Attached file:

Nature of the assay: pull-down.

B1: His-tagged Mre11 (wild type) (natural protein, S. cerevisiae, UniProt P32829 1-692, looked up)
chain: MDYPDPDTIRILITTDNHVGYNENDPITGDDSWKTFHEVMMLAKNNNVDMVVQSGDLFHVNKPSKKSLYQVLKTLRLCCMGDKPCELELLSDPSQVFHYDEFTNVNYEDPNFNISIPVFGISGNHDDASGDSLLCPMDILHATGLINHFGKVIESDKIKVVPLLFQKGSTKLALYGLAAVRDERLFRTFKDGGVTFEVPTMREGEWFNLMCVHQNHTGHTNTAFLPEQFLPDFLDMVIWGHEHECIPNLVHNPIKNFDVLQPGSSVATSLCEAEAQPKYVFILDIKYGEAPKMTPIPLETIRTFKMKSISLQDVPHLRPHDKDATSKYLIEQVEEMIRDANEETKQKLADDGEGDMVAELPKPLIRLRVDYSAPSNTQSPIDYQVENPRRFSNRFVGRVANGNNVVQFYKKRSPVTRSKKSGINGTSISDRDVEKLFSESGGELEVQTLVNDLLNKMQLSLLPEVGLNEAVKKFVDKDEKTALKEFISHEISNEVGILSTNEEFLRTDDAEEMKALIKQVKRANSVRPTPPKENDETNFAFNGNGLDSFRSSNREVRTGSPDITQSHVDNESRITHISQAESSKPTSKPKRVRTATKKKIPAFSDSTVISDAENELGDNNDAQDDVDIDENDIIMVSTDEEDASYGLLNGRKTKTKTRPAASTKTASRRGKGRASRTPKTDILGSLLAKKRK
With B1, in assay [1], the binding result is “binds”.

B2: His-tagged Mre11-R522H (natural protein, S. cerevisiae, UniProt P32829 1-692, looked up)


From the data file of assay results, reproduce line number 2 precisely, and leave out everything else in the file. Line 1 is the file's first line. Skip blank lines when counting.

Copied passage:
B1: His-tagged Mre11 (wild type) (natural protein, S. cerevisiae, UniProt P32829 1-692, looked up)